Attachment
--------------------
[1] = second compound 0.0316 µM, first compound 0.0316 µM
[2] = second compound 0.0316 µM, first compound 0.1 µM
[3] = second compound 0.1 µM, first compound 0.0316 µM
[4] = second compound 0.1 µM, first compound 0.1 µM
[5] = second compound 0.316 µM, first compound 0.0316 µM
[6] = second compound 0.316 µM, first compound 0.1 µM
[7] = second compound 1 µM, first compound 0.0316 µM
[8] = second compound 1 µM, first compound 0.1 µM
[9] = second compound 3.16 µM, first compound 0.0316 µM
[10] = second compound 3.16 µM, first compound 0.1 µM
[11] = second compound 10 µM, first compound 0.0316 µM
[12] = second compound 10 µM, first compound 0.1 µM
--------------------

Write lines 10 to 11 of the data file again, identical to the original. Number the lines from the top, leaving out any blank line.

[10] = second compound 3.16 µM, first compound 0.1 µM
[11] = second compound 10 µM, first compound 0.0316 µM